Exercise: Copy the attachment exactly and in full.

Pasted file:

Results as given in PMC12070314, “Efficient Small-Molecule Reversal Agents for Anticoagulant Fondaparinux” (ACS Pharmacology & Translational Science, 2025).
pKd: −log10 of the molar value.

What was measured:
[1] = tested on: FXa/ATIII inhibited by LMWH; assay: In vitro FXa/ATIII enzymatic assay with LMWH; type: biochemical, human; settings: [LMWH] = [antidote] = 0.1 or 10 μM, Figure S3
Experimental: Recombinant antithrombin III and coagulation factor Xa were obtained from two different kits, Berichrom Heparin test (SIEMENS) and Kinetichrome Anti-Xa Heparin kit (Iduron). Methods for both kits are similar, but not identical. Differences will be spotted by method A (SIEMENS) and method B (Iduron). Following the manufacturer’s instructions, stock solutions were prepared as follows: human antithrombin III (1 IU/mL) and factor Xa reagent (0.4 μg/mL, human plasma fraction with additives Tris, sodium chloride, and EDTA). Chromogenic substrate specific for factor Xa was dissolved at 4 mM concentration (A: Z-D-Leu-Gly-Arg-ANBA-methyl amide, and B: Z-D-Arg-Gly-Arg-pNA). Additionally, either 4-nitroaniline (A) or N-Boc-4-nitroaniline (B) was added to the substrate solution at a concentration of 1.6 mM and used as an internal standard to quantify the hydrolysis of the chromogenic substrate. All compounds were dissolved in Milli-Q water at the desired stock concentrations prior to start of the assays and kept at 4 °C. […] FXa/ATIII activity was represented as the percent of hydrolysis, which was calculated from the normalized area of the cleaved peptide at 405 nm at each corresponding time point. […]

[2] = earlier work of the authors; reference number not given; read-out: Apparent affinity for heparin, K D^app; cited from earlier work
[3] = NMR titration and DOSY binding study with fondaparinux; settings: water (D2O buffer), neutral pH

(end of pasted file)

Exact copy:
Results as given in PMC12070314, “Efficient Small-Molecule Reversal Agents for Anticoagulant Fondaparinux” (ACS Pharmacology & Translational Science, 2025).
pKd: −log10 of the molar value.

What was measured:
[1] = tested on: FXa/ATIII inhibited by LMWH; assay: In vitro FXa/ATIII enzymatic assay with LMWH; type: biochemical, human; settings: [LMWH] = [antidote] = 0.1 or 10 μM, Figure S3
Experimental: Recombinant antithrombin III and coagulation factor Xa were obtained from two different kits, Berichrom Heparin test (SIEMENS) and Kinetichrome Anti-Xa Heparin kit (Iduron). Methods for both kits are similar, but not identical. Differences will be spotted by method A (SIEMENS) and method B (Iduron). Following the manufacturer’s instructions, stock solutions were prepared as follows: human antithrombin III (1 IU/mL) and factor Xa reagent (0.4 μg/mL, human plasma fraction with additives Tris, sodium chloride, and EDTA). Chromogenic substrate specific for factor Xa was dissolved at 4 mM concentration (A: Z-D-Leu-Gly-Arg-ANBA-methyl amide, and B: Z-D-Arg-Gly-Arg-pNA). Additionally, either 4-nitroaniline (A) or N-Boc-4-nitroaniline (B) was added to the substrate solution at a concentration of 1.6 mM and used as an internal standard to quantify the hydrolysis of the chromogenic substrate. All compounds were dissolved in Milli-Q water at the desired stock concentrations prior to start of the assays and kept at 4 °C. […] FXa/ATIII activity was represented as the percent of hydrolysis, which was calculated from the normalized area of the cleaved peptide at 405 nm at each corresponding time point. […]

[2] = earlier work of the authors; reference number not given; read-out: Apparent affinity for heparin, K D^app; cited from earlier work
[3] = NMR titration and DOSY binding study with fondaparinux; settings: water (D2O buffer), neutral pH